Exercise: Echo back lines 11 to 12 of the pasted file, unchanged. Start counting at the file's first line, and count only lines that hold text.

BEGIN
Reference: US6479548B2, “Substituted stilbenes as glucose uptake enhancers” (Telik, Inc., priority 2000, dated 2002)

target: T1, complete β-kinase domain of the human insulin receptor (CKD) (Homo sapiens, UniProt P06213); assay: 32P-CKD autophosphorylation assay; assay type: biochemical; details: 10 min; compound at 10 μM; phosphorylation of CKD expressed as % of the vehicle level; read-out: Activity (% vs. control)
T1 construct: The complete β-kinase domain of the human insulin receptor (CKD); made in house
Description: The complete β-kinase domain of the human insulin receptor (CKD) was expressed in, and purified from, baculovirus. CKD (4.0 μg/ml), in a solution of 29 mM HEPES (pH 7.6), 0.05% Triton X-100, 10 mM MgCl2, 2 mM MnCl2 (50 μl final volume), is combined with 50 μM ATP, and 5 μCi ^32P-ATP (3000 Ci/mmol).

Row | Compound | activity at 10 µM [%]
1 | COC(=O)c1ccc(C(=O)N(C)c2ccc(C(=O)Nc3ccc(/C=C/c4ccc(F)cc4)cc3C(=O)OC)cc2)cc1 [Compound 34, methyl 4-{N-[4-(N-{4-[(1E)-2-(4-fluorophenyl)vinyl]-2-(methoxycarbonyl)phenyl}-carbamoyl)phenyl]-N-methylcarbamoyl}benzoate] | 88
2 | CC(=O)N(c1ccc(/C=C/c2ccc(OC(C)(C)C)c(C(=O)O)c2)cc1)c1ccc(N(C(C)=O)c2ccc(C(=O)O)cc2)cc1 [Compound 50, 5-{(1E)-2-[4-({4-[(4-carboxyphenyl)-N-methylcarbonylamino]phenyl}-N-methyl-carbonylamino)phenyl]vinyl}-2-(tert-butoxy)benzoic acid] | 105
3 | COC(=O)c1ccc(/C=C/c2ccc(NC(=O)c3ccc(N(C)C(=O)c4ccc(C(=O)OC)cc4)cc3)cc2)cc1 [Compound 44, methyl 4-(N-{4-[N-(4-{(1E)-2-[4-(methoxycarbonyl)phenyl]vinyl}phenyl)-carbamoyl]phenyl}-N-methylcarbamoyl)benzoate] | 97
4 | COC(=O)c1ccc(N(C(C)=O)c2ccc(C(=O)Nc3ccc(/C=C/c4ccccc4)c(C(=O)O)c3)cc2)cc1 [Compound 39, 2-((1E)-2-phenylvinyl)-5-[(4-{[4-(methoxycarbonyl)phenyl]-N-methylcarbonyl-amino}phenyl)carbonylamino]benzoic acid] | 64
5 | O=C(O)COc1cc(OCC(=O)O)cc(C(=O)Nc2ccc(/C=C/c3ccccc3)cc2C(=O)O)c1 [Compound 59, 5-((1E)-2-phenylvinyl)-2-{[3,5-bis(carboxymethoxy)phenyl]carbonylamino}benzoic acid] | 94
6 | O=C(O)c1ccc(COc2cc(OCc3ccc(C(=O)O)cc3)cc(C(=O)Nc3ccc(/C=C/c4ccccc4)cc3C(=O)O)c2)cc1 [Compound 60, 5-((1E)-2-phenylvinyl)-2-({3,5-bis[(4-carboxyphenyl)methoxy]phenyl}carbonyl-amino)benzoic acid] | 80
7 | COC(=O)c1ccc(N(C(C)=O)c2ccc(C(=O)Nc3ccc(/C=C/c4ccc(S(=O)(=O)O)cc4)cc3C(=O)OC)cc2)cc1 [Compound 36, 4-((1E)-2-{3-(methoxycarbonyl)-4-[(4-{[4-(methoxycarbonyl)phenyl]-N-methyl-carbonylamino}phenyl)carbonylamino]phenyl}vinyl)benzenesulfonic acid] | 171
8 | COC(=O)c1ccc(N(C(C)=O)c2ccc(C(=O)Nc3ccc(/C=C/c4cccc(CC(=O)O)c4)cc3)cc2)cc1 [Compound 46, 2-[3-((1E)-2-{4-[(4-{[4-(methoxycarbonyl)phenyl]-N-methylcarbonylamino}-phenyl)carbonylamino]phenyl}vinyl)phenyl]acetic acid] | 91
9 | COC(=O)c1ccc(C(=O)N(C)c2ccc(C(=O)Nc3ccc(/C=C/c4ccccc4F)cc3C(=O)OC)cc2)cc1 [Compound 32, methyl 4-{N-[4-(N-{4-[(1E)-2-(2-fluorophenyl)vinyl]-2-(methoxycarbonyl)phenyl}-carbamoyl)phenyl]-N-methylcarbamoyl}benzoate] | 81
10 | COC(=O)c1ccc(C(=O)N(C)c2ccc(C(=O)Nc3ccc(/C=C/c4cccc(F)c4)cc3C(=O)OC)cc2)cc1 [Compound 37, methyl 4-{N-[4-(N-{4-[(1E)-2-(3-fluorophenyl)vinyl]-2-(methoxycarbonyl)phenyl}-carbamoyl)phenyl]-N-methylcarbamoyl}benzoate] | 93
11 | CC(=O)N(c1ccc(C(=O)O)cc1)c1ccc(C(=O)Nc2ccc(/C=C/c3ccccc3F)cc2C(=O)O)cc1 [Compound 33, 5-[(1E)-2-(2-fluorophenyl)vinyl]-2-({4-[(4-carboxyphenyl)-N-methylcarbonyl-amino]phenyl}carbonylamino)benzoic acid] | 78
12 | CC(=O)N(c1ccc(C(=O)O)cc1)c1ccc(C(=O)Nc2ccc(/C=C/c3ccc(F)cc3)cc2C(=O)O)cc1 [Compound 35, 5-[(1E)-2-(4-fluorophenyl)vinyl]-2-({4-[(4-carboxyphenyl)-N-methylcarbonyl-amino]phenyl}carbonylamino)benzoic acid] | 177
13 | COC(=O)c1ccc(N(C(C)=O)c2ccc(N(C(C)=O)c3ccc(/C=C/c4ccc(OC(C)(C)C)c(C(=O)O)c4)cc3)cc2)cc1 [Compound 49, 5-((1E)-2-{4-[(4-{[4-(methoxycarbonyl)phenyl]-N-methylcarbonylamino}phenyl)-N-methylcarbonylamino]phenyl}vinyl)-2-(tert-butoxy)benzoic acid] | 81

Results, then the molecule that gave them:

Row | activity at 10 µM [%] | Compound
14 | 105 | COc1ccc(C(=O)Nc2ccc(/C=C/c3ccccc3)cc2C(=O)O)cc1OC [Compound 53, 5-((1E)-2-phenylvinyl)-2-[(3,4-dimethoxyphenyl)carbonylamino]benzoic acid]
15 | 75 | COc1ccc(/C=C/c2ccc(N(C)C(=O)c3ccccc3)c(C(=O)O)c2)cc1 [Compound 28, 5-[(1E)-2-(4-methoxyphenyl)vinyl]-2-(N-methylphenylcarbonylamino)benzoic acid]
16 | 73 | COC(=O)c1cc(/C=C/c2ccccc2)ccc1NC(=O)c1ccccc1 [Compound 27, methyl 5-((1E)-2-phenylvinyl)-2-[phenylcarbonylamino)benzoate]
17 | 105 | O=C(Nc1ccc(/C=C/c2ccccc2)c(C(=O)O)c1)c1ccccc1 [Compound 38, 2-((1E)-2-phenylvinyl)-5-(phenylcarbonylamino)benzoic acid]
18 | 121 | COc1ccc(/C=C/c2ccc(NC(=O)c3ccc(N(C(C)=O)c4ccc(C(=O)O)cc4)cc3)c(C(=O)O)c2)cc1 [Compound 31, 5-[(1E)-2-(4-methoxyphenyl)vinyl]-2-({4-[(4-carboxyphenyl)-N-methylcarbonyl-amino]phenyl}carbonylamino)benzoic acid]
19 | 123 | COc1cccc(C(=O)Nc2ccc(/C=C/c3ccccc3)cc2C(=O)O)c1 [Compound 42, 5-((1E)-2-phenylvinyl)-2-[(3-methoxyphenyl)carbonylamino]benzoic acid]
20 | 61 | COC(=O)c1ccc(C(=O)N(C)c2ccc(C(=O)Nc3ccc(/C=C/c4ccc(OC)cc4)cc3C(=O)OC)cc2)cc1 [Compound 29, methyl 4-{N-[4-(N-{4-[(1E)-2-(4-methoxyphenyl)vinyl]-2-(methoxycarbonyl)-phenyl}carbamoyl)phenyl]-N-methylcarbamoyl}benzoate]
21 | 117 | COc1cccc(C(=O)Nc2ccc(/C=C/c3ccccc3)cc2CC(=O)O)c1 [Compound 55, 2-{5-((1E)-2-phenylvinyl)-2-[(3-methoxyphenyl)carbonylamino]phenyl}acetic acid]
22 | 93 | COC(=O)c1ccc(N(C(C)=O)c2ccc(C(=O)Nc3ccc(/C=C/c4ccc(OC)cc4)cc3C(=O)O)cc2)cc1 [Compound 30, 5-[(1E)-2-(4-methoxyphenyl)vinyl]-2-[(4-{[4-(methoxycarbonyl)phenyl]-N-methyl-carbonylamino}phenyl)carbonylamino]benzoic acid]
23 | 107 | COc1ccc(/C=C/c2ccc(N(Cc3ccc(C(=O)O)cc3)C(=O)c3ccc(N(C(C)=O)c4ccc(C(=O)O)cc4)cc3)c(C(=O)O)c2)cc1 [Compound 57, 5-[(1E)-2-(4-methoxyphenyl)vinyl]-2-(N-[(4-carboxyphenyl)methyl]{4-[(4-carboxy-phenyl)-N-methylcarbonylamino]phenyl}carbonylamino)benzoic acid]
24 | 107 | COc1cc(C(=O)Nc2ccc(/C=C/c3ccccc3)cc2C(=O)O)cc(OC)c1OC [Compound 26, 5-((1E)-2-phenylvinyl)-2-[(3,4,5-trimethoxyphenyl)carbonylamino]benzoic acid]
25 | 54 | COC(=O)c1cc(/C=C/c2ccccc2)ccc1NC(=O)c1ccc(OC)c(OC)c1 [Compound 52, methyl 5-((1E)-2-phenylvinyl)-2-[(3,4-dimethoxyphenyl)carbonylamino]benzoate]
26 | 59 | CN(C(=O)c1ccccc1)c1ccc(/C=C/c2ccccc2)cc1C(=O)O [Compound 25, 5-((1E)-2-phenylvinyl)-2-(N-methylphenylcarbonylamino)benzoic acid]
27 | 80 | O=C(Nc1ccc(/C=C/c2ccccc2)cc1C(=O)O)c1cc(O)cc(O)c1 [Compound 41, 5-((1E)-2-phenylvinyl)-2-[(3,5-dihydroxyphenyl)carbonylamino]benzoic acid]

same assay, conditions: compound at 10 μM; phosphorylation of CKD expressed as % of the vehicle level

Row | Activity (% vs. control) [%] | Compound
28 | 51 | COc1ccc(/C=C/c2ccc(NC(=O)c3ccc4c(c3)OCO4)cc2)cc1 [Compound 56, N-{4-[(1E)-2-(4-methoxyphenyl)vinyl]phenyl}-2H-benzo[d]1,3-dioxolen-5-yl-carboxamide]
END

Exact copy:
6 | O=C(O)c1ccc(COc2cc(OCc3ccc(C(=O)O)cc3)cc(C(=O)Nc3ccc(/C=C/c4ccccc4)cc3C(=O)O)c2)cc1 [Compound 60, 5-((1E)-2-phenylvinyl)-2-({3,5-bis[(4-carboxyphenyl)methoxy]phenyl}carbonyl-amino)benzoic acid] | 80
7 | COC(=O)c1ccc(N(C(C)=O)c2ccc(C(=O)Nc3ccc(/C=C/c4ccc(S(=O)(=O)O)cc4)cc3C(=O)OC)cc2)cc1 [Compound 36, 4-((1E)-2-{3-(methoxycarbonyl)-4-[(4-{[4-(methoxycarbonyl)phenyl]-N-methyl-carbonylamino}phenyl)carbonylamino]phenyl}vinyl)benzenesulfonic acid] | 171